Thursday, July 1, 2010

Growing Up Is So Hard To Do

Lately, Matthew has been very aware of growing up, what that entails in a new and profound way.  He keeps repeatedly telling me how he does not want to grow up.  Some times defying us, mimicking Marisa, and telling us he is a baby.  He will snuggle up to us but there is desperation in that snuggle like he is trying to say hold me like baby, I want to still be a baby. 

Some times, we are so focused on our kids growing up, reaching milestones like school and sleep overs and getting to the next age, that we forget they are still little kids.  I some times indulge Matthew.  I let him be a baby, I let him snuggle up and coo in his ear like I did when he was really little.  I too miss that anyway. 
***
I distinctly remember the fear Matthew feels about growing up.  There was a tree near our front door.  It was not a very big tree, I cannot remember if we planted when we moved into the house which may have been the case since I was five and this was in CA.  I might have been six.  That is a bit vague to me, my exact age.  I remember hanging from tree and feeling that sense of doom about growing up.

I remember desperately seeking out my parents for hugs and snuggles, wanting to cuddle with them like when "I was little".  And at the same time I was fraught with deep concerns about my parent's health and well being.  I now know I was getting the idea of death and life.  At the time, it would make my heart explode painfully in my chest to think of my parents dying and spatially, timing wise it felt like it could happen in that moment, as I was considering their life and death.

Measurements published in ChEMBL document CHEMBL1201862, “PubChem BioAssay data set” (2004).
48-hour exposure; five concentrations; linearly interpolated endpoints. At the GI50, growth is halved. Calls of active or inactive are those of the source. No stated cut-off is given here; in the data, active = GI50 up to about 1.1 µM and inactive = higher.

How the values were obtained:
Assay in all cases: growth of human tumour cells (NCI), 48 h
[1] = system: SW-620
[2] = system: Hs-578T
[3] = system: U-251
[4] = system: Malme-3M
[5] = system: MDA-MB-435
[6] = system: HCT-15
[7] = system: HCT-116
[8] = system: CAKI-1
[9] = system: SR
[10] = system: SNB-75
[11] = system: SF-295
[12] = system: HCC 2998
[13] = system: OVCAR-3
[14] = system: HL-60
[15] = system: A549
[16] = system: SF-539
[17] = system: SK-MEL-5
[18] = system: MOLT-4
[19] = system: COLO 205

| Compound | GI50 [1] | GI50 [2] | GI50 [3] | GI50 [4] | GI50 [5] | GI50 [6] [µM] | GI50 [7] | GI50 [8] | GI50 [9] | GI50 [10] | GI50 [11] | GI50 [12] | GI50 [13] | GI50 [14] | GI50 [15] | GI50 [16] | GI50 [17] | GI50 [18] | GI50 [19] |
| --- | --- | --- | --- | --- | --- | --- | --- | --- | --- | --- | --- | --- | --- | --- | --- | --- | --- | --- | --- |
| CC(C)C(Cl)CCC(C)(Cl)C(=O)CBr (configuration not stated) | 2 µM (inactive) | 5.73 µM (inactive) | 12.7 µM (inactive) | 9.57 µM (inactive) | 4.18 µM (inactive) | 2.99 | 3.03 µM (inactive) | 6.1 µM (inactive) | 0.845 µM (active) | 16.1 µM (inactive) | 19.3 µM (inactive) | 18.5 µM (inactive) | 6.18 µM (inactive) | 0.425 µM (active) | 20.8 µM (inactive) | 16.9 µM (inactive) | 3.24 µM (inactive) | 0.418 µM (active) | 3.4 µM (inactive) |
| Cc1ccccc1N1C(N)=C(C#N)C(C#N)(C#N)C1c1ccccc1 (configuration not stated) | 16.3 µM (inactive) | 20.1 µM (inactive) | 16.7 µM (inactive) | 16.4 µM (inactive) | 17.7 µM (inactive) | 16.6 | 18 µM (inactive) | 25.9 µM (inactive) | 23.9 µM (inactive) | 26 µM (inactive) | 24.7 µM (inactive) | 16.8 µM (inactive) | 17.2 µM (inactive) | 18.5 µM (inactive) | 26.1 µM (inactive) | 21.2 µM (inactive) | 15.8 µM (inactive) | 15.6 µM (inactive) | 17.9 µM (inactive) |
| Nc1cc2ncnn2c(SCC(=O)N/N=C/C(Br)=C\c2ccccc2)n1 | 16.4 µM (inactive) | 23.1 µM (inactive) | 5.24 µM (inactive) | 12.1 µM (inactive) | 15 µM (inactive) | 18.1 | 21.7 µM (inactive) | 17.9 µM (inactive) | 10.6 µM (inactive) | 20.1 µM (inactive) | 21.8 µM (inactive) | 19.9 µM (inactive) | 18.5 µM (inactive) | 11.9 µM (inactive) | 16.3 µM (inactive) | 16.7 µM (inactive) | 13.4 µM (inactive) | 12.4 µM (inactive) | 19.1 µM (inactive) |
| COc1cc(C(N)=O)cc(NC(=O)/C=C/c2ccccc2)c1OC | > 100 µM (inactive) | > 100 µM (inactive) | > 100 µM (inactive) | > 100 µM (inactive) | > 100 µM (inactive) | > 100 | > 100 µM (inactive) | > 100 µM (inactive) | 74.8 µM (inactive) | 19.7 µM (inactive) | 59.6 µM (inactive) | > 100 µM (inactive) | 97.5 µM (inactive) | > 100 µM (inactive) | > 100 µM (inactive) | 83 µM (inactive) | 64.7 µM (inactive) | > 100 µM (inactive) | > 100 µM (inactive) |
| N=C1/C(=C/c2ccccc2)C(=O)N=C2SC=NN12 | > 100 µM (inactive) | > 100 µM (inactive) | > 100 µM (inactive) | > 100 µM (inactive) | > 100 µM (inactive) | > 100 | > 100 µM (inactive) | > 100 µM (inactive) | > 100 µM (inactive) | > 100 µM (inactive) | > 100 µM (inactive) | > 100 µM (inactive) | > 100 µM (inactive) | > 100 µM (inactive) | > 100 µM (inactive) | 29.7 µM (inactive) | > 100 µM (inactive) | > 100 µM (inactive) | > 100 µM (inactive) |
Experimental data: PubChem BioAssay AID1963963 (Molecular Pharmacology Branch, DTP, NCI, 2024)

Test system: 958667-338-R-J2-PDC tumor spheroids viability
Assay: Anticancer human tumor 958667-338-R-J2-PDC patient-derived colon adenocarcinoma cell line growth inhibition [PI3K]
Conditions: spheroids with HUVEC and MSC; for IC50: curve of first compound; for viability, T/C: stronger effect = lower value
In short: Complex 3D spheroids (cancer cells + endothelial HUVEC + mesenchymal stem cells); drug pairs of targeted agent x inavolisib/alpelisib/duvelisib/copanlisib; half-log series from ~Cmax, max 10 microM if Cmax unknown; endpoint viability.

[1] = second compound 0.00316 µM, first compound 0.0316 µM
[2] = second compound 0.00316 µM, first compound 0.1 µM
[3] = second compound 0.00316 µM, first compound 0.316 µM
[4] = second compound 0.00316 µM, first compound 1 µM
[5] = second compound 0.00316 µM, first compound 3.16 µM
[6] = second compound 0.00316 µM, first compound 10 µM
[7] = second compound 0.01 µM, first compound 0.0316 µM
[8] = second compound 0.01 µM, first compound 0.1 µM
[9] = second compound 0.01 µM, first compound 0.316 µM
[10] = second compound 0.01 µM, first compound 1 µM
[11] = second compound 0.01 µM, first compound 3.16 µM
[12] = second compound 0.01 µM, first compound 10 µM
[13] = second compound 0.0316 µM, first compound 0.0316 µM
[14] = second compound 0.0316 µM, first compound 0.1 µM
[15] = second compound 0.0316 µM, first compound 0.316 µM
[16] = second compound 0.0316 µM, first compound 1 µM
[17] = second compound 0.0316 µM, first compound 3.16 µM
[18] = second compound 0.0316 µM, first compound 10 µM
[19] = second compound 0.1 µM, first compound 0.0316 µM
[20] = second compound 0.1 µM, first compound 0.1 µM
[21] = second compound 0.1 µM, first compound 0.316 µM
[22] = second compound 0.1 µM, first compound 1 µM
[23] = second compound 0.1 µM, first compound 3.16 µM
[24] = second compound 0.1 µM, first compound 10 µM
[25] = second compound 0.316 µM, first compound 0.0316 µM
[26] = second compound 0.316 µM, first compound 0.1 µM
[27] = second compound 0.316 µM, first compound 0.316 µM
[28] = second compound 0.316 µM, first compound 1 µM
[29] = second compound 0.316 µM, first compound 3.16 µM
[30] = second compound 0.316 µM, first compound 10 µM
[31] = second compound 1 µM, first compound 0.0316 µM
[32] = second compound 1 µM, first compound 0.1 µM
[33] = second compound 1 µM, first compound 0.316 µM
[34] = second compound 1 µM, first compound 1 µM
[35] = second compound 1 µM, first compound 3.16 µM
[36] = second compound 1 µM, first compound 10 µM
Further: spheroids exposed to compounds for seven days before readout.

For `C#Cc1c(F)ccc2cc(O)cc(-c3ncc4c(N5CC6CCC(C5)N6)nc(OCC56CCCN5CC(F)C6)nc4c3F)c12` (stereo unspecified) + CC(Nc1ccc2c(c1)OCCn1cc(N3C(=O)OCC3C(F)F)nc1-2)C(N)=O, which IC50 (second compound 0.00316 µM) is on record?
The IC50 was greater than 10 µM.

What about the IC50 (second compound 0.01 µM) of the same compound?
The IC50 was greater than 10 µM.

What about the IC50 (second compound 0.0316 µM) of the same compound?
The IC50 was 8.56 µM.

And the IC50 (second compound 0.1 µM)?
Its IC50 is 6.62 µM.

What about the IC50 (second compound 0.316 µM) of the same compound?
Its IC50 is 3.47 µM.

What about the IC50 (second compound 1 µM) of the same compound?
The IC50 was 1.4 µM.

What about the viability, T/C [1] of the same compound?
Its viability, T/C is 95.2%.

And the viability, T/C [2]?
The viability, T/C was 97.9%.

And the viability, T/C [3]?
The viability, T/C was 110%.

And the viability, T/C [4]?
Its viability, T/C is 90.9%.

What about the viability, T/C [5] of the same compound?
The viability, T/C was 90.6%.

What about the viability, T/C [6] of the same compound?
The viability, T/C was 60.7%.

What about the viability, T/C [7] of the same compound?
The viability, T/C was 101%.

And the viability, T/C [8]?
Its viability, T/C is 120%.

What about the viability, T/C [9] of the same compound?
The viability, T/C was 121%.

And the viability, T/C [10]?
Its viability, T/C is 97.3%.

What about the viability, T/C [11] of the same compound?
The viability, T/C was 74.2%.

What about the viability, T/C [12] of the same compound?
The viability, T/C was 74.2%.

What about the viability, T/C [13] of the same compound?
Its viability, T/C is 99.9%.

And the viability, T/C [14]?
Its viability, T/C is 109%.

***
Yesterday, Matthew was very tired.  He told me that at camp they had a long hike to eat lunch and play at a far off playground then they hiked back.  On top of that, we had T-ball.  He was just out of it.  I even told him twice we could just go home.  It was not a big deal to miss T-ball especially if he was tired.  He looked exhausted and if he is tired, nothing is fun.  He is a bear to everyone and anyone who comes in contact with him.  He was kind of being a brat to the other kids both at T-ball and camp and I kind of wished I could just scoop him up and just leave.  I could tell the boy he was supposed to be playing with was annoyed.  It was a hard hour to sit through for many reasons.

On the ride home from T-ball, I told him that he need not be afraid to tell us if he too tired to do an activity.  In fact, I welcomed that for the benefits of him and others.  In the middle of this conversation, he said pitifully 'I do not want to grow up Mommy.  I do not ever want to get big.'  It was silent for a moment.   He went on 'I am scared that if I get big you and Daddy will die.' Then he burst into tears, complete with sobbing.  And my heart broke.  I reached back and told him we could hold hands which he did, gripping his small sweaty hand tightly around mine.  I told him that we (Kevin and I) have no plans to go anywhere for a long time.  Then I told him that the thing about growing up is that it takes a long long long LONG time.  I told him that this is hard and that I remembered feeling this way both about growing up and my parents. 

I am not sure if any of what I said helped but he slowly loosened his grip on my hand and we shared some giggles over a huge pothole in the road that we hit. 
***

Life (and death) is always looming in front of all of us.  I see myself aging and some times I wish I could crawl back into my Mom's arms.  If I wanted to, I think I could.  I will always be there to listen and hold Matthew if he needs me too.  I hope Matthew always knows that.
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